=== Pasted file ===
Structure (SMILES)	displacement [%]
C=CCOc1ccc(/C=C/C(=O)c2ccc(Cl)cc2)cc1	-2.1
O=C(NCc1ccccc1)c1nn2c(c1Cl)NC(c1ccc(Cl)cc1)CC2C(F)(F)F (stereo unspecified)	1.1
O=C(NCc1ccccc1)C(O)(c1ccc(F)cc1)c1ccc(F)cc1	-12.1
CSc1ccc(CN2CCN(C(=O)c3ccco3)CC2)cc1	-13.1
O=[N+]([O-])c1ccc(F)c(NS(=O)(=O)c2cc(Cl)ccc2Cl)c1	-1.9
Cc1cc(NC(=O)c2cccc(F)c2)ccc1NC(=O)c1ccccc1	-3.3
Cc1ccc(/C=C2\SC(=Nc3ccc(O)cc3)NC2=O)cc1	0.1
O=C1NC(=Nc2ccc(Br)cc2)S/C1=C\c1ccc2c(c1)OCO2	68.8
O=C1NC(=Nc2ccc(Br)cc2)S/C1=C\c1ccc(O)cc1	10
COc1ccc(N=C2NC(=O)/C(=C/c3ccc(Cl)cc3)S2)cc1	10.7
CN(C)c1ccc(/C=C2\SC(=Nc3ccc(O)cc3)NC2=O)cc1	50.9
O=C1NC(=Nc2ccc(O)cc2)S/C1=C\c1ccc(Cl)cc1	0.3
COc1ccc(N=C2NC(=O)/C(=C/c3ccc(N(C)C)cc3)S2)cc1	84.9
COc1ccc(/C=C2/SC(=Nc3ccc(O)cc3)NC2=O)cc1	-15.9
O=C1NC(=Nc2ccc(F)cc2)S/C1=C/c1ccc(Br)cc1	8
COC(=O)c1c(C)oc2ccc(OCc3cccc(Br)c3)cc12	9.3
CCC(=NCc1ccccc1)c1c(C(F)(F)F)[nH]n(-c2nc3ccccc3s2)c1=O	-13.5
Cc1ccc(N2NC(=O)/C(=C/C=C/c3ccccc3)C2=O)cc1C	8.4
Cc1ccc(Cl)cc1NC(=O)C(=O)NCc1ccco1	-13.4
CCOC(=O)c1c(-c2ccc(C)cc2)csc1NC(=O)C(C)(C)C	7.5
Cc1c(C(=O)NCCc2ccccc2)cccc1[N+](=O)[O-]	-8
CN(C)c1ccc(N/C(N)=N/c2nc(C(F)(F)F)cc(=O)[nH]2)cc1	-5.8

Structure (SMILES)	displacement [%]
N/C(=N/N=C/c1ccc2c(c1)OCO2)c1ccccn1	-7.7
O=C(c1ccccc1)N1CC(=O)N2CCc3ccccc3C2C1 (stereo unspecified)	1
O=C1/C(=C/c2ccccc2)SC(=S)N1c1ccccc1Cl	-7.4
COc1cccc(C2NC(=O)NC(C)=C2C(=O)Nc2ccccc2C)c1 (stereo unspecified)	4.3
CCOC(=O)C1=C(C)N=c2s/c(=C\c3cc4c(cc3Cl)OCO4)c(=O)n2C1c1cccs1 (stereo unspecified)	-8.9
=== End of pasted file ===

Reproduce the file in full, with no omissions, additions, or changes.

Structure (SMILES)	displacement [%]
C=CCOc1ccc(/C=C/C(=O)c2ccc(Cl)cc2)cc1	-2.1
O=C(NCc1ccccc1)c1nn2c(c1Cl)NC(c1ccc(Cl)cc1)CC2C(F)(F)F (stereo unspecified)	1.1
O=C(NCc1ccccc1)C(O)(c1ccc(F)cc1)c1ccc(F)cc1	-12.1
CSc1ccc(CN2CCN(C(=O)c3ccco3)CC2)cc1	-13.1
O=[N+]([O-])c1ccc(F)c(NS(=O)(=O)c2cc(Cl)ccc2Cl)c1	-1.9
Cc1cc(NC(=O)c2cccc(F)c2)ccc1NC(=O)c1ccccc1	-3.3
Cc1ccc(/C=C2\SC(=Nc3ccc(O)cc3)NC2=O)cc1	0.1
O=C1NC(=Nc2ccc(Br)cc2)S/C1=C\c1ccc2c(c1)OCO2	68.8
O=C1NC(=Nc2ccc(Br)cc2)S/C1=C\c1ccc(O)cc1	10
COc1ccc(N=C2NC(=O)/C(=C/c3ccc(Cl)cc3)S2)cc1	10.7
CN(C)c1ccc(/C=C2\SC(=Nc3ccc(O)cc3)NC2=O)cc1	50.9
O=C1NC(=Nc2ccc(O)cc2)S/C1=C\c1ccc(Cl)cc1	0.3
COc1ccc(N=C2NC(=O)/C(=C/c3ccc(N(C)C)cc3)S2)cc1	84.9
COc1ccc(/C=C2/SC(=Nc3ccc(O)cc3)NC2=O)cc1	-15.9
O=C1NC(=Nc2ccc(F)cc2)S/C1=C/c1ccc(Br)cc1	8
COC(=O)c1c(C)oc2ccc(OCc3cccc(Br)c3)cc12	9.3
CCC(=NCc1ccccc1)c1c(C(F)(F)F)[nH]n(-c2nc3ccccc3s2)c1=O	-13.5
Cc1ccc(N2NC(=O)/C(=C/C=C/c3ccccc3)C2=O)cc1C	8.4
Cc1ccc(Cl)cc1NC(=O)C(=O)NCc1ccco1	-13.4
CCOC(=O)c1c(-c2ccc(C)cc2)csc1NC(=O)C(C)(C)C	7.5
Cc1c(C(=O)NCCc2ccccc2)cccc1[N+](=O)[O-]	-8
CN(C)c1ccc(N/C(N)=N/c2nc(C(F)(F)F)cc(=O)[nH]2)cc1	-5.8

Structure (SMILES)	displacement [%]
N/C(=N/N=C/c1ccc2c(c1)OCO2)c1ccccn1	-7.7
O=C(c1ccccc1)N1CC(=O)N2CCc3ccccc3C2C1 (stereo unspecified)	1
O=C1/C(=C/c2ccccc2)SC(=S)N1c1ccccc1Cl	-7.4
COc1cccc(C2NC(=O)NC(C)=C2C(=O)Nc2ccccc2C)c1 (stereo unspecified)	4.3
CCOC(=O)C1=C(C)N=c2s/c(=C\c3cc4c(cc3Cl)OCO4)c(=O)n2C1c1cccs1 (stereo unspecified)	-8.9